The guests mingled, chatting, greeting those they hadn’t seen in a while. Emotions were running high. Joy for the kallah was tinged with a poignant sadness. How tragic, they said, that the kallah’s father couldn’t be present, because of the calamity that had struck the Aboud family only a few years earlier. He would have been so proud!
It was almost time for the chuppah. As everyone waited for the signal from the band, there were a few raised eyebrows. An elderly couple had entered the hall. They seemed distinctly out of place. Many recognized them; he was, after all, the gadol hador. But how was this Ashkenazi gadol connected to the daughter of a Sephardic electrician?
Eli Aboud’s relationship with Rav Moshe Feinstein, zt”l, and his family began when he entered Mesivta Tifereth Jerusalem. Although he was Syrian, he had opted to learn at this Ashkenazi yeshivah under the guidance of Rav Moshe. He grew close to the rosh yeshivah, and MTJ became his second home.
After Eli left the yeshivah he became an electrician, but his relationship with Rav Moshe never faltered. He and his family moved to the Lower East Side, not far from the Feinsteins, so it was natural that he was the one they called to install outlets in the yeshivah or to upgrade the circuit breakers in their apartment, even to host shiurim in his home. He always refused any sort of payment. He considered his service a privilege.
The two families grew closer. The Aboud children practically grew up in the Feinstein home, spending a great deal of time there. They often accompanied Rav Moshe to and from shul.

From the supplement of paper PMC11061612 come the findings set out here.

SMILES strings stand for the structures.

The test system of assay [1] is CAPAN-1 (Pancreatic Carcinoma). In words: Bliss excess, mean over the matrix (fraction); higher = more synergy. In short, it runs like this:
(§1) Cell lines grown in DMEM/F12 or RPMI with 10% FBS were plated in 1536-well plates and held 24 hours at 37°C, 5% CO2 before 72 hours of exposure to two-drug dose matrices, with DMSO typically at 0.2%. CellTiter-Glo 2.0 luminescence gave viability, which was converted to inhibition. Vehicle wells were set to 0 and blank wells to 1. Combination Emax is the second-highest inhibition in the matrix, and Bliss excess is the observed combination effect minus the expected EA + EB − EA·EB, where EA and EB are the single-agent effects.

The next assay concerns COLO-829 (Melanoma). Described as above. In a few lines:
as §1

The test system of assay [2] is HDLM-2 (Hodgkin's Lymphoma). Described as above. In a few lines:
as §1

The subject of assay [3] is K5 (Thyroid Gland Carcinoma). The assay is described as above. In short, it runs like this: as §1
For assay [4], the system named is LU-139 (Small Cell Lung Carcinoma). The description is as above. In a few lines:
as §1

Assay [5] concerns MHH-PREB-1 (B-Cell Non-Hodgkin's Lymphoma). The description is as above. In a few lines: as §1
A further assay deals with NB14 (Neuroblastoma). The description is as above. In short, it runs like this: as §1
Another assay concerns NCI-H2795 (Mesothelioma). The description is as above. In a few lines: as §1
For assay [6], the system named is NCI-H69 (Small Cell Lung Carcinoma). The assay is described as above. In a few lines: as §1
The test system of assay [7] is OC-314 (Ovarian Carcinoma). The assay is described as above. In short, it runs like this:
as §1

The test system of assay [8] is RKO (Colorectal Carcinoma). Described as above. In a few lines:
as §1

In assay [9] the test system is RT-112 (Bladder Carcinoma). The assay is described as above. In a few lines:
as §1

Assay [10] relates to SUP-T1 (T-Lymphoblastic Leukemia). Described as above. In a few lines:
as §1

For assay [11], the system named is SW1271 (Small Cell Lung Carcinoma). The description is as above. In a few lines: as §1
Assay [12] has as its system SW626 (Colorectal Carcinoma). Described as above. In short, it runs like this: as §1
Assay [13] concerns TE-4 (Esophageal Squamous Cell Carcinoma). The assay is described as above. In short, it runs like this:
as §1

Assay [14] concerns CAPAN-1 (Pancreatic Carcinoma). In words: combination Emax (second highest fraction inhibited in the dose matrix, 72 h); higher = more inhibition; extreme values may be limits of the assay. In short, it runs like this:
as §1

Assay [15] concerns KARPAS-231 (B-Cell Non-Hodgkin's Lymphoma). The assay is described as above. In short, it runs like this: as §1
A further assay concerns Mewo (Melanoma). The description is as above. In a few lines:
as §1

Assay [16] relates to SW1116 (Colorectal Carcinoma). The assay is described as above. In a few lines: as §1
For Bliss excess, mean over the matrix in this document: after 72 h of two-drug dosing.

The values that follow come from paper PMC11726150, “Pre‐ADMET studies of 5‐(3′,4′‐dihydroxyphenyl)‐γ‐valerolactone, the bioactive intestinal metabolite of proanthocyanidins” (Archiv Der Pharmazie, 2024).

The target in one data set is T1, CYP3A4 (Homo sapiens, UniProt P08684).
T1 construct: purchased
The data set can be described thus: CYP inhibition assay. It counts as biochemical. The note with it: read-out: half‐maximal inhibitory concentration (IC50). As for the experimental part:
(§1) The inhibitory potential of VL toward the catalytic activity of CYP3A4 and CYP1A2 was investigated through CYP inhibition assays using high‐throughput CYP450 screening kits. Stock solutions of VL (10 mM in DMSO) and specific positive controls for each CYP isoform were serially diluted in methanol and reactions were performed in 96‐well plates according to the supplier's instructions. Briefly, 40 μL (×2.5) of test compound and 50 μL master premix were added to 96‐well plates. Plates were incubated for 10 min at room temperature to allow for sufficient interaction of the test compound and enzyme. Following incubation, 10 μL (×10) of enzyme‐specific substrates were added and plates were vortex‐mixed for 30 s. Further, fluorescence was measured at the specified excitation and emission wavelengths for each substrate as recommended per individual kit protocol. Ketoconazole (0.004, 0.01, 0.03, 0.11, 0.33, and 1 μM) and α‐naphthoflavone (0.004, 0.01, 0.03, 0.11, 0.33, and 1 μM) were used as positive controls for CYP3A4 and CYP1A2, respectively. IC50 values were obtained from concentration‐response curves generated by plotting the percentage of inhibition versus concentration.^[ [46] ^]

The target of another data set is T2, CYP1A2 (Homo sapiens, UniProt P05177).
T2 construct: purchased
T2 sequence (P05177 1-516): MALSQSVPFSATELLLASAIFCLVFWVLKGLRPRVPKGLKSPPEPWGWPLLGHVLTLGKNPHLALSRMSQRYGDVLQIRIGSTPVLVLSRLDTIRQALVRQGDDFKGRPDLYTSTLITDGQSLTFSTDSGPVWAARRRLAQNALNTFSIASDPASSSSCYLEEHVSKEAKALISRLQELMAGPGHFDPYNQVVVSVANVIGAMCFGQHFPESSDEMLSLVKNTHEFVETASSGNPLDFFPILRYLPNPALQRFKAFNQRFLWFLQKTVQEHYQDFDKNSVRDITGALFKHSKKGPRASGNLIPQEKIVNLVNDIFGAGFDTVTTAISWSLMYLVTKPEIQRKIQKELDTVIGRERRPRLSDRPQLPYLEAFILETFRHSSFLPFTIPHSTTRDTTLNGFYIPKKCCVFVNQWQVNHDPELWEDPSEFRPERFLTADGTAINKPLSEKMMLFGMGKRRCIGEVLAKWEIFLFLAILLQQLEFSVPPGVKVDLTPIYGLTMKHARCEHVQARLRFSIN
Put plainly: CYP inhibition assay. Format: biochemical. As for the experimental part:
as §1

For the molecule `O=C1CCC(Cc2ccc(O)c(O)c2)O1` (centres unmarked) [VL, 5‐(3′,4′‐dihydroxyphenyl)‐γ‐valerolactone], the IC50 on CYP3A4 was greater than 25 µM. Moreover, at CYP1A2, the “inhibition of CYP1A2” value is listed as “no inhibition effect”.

One night Eli called Shmuel, his brother-in-law and business partner. “Rabbi Tendler has a job for us in the rosh yeshivah’s apartment. Can you come help?”
The Feinsteins’ simple four-room apartment lacked air conditioning, but they had finally decided that it was time to put it in. The two electricians surveyed the situation. The building had concrete walls. That meant they couldn’t drill a path for new cables and were forced to use holes made for the original wiring.
It was a long, tedious process. This quick night stop stretched into hours, and then became a two-day job. Family members and curious bachurim drifted in and out of the apartment as Eli and Shmuel unscrewed electric outlets, pulled out wires and followed them inch by inch back up the walls to the circuit box. At last, the air conditioner was installed.
Rebbetzin Feinstein knew they wouldn’t accept payment, but she wanted to express her gratitude in some way, perhaps with a gift. “Do you have a Shas?” she asked.